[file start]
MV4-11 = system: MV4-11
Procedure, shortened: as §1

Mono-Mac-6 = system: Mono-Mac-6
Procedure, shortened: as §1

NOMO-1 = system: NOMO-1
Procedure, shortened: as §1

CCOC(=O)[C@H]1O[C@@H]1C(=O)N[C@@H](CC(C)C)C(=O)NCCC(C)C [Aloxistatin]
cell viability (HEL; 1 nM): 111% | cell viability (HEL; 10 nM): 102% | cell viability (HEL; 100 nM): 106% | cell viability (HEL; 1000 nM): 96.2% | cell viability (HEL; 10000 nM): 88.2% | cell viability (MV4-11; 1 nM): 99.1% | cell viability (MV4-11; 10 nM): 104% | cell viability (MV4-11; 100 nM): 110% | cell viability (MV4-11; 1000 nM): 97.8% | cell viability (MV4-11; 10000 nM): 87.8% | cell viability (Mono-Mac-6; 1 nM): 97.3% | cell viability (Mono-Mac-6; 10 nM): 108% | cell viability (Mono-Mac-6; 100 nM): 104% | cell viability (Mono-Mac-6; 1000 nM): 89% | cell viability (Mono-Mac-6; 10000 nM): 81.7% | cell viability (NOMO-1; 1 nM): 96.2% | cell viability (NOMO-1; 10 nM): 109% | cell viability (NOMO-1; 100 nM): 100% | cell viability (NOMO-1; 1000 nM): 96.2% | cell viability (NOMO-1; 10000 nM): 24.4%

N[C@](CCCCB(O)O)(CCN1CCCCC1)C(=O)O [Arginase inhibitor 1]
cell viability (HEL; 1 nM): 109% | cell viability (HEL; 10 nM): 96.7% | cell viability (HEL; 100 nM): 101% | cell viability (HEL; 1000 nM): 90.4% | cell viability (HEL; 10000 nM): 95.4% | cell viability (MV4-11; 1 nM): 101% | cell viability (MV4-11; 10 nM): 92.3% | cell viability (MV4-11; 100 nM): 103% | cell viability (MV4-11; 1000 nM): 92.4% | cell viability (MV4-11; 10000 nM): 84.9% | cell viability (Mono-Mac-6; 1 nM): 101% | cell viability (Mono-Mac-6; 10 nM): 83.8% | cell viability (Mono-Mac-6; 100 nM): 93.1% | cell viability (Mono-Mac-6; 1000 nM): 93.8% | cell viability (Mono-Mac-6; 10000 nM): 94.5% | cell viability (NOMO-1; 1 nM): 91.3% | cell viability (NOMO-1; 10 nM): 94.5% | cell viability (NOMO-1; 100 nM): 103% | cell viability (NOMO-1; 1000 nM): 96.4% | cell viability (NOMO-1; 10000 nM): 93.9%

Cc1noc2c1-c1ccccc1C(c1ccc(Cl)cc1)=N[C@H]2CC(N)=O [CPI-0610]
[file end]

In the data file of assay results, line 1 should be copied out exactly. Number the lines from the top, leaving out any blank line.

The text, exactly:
MV4-11 = system: MV4-11